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Thursday, January 29, 2009

Thursday, January 29, 2009
The formal count is finally in: university endowments fell an average of 22.5% in the first six months of Fiscal Year 2008-09 (starting July 1, 2008). Returns for 2008 overall, including the first half of the year, were better, but that was the end of an era. The Inside Higher Ed coverage linked above also noted the continuation of an established trend:
The richest colleges performed best. Colleges with endowment assets of greater than $1 billion were the only colleges with positive investment returns — 0.6 percent – in 2008, the study found. Colleges with the smallest endowments, below $50 million, had the largest losses — 4.3 percent on average.
Dependence on endowments has been desperately short-sighted. So are the responses to endowment declines. The two saddest involve university museums. Brandeis is thinking of trying to get a one-time kick in revenues by selling its entire art collection. Penn has announced the firing of all 18 of its museum's academic research staff - unless they can fund-raise for their own salaries.

There are all sorts of problems with the fundraising strategy - it costs a lot of money to raise money, the returns are narrowly targeted to donor projects (98% so at the University of California), they allow donors to short-circuit academic planning. Universities should publish net donor figures so we can account for the costs of raising the money in the first place.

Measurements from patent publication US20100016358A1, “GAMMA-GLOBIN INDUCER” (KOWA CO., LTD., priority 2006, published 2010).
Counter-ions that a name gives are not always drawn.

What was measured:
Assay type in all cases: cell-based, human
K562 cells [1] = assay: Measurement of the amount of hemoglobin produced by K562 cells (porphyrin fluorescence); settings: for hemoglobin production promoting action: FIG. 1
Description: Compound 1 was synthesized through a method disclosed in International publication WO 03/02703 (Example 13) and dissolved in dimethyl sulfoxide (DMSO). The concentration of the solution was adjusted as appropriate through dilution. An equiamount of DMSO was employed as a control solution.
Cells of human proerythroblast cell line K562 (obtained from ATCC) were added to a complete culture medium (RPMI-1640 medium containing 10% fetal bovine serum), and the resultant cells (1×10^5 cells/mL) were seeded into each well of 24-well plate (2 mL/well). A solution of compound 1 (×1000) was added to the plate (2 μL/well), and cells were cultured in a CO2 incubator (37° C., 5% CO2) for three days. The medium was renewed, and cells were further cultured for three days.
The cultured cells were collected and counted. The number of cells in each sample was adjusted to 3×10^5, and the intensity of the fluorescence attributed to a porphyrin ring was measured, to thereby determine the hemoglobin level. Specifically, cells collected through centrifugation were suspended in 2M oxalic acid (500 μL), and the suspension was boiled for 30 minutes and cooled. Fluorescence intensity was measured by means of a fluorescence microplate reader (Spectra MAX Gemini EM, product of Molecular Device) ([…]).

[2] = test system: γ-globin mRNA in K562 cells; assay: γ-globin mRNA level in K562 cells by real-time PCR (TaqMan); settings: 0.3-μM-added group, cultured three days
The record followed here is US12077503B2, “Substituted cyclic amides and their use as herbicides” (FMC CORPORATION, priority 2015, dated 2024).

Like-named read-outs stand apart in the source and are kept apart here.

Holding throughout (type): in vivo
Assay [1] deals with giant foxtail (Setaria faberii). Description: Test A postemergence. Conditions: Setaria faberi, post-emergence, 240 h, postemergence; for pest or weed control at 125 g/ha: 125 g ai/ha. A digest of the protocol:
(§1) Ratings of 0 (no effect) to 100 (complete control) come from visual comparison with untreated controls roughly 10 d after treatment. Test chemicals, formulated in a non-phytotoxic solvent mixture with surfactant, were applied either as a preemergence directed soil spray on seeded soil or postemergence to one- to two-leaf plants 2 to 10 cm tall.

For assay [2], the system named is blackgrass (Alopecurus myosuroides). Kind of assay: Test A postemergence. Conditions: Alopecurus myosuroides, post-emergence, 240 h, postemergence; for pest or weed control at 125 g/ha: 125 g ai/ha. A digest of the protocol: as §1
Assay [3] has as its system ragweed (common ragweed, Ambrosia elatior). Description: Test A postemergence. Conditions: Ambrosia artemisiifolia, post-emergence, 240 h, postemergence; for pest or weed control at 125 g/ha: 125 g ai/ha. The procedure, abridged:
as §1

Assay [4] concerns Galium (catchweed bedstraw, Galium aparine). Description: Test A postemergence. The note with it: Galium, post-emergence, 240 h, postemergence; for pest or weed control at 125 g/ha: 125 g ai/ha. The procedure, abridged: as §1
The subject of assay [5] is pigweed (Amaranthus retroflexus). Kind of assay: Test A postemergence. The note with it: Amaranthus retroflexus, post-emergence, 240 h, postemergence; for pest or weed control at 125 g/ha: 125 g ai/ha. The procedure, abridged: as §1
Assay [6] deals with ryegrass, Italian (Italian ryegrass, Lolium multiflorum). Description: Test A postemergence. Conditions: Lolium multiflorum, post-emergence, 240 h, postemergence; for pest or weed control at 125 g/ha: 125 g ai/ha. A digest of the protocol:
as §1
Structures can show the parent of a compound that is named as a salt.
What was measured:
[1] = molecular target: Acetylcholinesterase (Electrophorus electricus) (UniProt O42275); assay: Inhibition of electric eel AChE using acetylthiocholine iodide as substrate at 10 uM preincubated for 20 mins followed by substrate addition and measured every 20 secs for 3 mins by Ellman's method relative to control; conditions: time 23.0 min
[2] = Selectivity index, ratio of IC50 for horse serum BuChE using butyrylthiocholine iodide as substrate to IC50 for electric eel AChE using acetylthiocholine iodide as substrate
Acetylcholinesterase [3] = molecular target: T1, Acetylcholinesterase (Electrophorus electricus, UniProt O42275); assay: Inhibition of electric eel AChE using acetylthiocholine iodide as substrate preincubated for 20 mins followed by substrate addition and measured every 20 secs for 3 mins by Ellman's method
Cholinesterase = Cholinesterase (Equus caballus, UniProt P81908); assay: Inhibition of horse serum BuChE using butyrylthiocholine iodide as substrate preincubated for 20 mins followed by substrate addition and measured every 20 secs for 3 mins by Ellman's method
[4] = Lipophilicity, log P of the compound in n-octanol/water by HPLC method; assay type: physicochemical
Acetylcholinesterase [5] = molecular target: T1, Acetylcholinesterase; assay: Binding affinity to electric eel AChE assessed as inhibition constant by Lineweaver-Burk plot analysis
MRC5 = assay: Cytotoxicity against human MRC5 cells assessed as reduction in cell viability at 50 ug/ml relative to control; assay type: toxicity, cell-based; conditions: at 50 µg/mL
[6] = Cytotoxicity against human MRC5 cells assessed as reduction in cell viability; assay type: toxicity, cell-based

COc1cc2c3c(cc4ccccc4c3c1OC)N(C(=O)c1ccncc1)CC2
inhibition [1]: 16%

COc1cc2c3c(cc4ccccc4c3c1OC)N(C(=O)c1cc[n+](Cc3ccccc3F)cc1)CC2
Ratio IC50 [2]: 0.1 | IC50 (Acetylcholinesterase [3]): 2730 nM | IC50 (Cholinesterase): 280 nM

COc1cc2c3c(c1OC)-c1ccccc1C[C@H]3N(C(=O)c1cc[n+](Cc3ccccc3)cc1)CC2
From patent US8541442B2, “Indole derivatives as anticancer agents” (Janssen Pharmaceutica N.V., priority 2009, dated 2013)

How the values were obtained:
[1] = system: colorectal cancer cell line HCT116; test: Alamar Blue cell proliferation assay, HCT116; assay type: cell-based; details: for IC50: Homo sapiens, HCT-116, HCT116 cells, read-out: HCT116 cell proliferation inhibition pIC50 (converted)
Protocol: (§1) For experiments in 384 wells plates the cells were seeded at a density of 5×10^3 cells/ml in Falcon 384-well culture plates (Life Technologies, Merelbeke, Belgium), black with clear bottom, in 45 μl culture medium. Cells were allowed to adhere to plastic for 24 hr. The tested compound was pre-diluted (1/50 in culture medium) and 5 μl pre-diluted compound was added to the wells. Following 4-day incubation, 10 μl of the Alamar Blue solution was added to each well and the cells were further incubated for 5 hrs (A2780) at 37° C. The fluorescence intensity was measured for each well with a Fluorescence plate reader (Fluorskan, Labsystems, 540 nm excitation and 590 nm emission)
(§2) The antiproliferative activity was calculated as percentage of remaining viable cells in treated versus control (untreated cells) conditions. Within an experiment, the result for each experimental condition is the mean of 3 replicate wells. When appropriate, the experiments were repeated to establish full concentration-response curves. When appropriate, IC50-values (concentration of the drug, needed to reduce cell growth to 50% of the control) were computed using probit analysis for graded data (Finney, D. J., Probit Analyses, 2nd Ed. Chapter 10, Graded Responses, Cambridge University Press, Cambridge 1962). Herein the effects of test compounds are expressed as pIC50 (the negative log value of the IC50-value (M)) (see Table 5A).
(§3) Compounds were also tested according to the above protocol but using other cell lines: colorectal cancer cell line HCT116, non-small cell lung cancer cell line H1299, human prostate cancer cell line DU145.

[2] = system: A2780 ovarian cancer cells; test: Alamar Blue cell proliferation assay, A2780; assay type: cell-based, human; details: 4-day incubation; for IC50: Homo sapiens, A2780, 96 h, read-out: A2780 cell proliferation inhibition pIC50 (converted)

Donations are going to fall even more than they have, so the weakness of fundraising as a main financial pillar is going to get more obvious in the next couple of years. But few people really understand the tension, and often the flat contradiction, between academic research and fundraising. The retro-philistinism of the Penn museum director helps us out here:
Richard Hodges came to the museum as director in 2007, moving from Britain, where he was director of the Institute of World Archaeology at the University of East Anglia. He repeatedly described the changes he is leading as being about moving the museum “into the 21st century.” To do that, he said, the museum needs both money and a change in attitude.

“What we hope is that as a museum we will focus not on the personal research of the range of individuals, but essentially concentrating on the museum’s extraordinary collections and getting those out to a world audience,” he said. By eliminating the salaries of the 18 researchers, the museum will save about $1 million a year, he said.

Told that some of those whose jobs are being eliminated have said he is trying to run the museum like the Wharton School, with the assumption that anyone good can find money, he doesn’t balk at the comparison with Penn’s acclaimed business school. “Why not?” Hodges said. Many scientists of course must win grants to cover salaries if they want to win tenure. Hodges said that in his position in Britain, if he didn’t land grants, his team members would lose their jobs.

Of the prior approach at the Penn museum, he asked, “Why are we sustaining a tradition that believes that all we do is go out and do research for our ends?” He said that the current researchers “through no fault of their own” have been working in an outdated model of following their research interests and not raising money. “They have been in a different kind of institutional structure,” he said.

He added that “the critics are saying we should be frozen in time, speaking a language which is different from the language I speak.”

One idea being discussed — and much criticized by the scholars angry over the job eliminations — is adding an upscale restaurant to the museum.